Making Predictions After Adjusting for Bias
The second equation predicts future deaths from past infections after controlling for the bias associated with testing. The bias-adjusted model predicts future deaths in the United States more accurately than does the same model currently used by researchers, which is not corrected for testing bias. Using data through July 20, the unadjusted model underestimated U.S. deaths for the week ending July 27 by 5%. After correcting for the bias, the Fordham adjusted model overpredicted total deaths, but only by 1.6%.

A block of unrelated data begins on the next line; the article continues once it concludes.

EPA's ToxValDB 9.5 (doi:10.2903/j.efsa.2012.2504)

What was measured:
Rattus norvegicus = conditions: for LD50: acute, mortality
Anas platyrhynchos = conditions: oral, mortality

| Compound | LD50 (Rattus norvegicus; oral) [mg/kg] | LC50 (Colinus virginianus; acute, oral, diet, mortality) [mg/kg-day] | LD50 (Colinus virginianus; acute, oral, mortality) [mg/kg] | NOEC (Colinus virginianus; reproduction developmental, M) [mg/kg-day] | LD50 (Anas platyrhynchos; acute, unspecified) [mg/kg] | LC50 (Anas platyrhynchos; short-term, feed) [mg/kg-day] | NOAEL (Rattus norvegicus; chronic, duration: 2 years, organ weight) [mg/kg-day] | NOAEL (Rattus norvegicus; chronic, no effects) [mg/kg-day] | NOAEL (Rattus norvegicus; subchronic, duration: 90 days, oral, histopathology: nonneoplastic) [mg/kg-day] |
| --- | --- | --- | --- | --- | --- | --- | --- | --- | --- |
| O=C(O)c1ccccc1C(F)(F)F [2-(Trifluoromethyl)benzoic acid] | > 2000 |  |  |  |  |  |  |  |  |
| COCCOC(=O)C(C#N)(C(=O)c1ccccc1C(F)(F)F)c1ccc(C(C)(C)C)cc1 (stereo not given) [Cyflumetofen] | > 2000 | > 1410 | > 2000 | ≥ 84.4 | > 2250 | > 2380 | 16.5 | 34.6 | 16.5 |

County-Level Predictions Recommended
Vinod and Theiss use state-level data in their model to predict future nation-wide death count. While they plan to provide state-level predictions of deaths each week, they urge elected officials and public health professionals from each state to use their model to conduct similar analyses using county (census tract)-level data. By using local data, elected officials can obtain even more accurate state-level predictions of deaths, they said. In addition, their model could easily be used to predict alternative outcomes of interest, such as the demand for hospital beds and particular devices (e.g., ventilators).
Vinod and Theiss hope that their proposed methodology for predicting disease outcomes can help inform policy decisions.
“We believe that as we reopen and make these important decisions, we should take into account what’s going to happen in the future, and not only what’s happening now,” Theiss said.